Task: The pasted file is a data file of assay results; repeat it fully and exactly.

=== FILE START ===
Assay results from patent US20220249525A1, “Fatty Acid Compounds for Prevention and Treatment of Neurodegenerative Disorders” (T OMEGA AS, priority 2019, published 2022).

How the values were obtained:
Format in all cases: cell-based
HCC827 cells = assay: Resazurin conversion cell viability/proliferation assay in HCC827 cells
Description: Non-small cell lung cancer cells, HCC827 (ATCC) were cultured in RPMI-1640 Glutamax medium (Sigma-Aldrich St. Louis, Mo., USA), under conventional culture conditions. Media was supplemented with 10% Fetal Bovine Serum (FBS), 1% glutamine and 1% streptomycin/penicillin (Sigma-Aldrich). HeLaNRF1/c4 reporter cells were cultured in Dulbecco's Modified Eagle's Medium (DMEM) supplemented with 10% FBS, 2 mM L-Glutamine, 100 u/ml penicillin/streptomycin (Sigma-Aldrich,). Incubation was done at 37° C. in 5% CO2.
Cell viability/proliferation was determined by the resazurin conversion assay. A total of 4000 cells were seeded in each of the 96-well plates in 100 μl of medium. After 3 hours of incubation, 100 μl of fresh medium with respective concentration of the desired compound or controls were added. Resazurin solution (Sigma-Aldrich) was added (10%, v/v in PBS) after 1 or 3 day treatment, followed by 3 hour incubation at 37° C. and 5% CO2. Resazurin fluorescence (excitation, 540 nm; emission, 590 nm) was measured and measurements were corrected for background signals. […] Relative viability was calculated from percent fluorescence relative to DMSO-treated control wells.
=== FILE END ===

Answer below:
Assay results from patent US20220249525A1, “Fatty Acid Compounds for Prevention and Treatment of Neurodegenerative Disorders” (T OMEGA AS, priority 2019, published 2022).

How the values were obtained:
Format in all cases: cell-based
HCC827 cells = assay: Resazurin conversion cell viability/proliferation assay in HCC827 cells
Description: Non-small cell lung cancer cells, HCC827 (ATCC) were cultured in RPMI-1640 Glutamax medium (Sigma-Aldrich St. Louis, Mo., USA), under conventional culture conditions. Media was supplemented with 10% Fetal Bovine Serum (FBS), 1% glutamine and 1% streptomycin/penicillin (Sigma-Aldrich). HeLaNRF1/c4 reporter cells were cultured in Dulbecco's Modified Eagle's Medium (DMEM) supplemented with 10% FBS, 2 mM L-Glutamine, 100 u/ml penicillin/streptomycin (Sigma-Aldrich,). Incubation was done at 37° C. in 5% CO2.
Cell viability/proliferation was determined by the resazurin conversion assay. A total of 4000 cells were seeded in each of the 96-well plates in 100 μl of medium. After 3 hours of incubation, 100 μl of fresh medium with respective concentration of the desired compound or controls were added. Resazurin solution (Sigma-Aldrich) was added (10%, v/v in PBS) after 1 or 3 day treatment, followed by 3 hour incubation at 37° C. and 5% CO2. Resazurin fluorescence (excitation, 540 nm; emission, 590 nm) was measured and measurements were corrected for background signals. […] Relative viability was calculated from percent fluorescence relative to DMSO-treated control wells.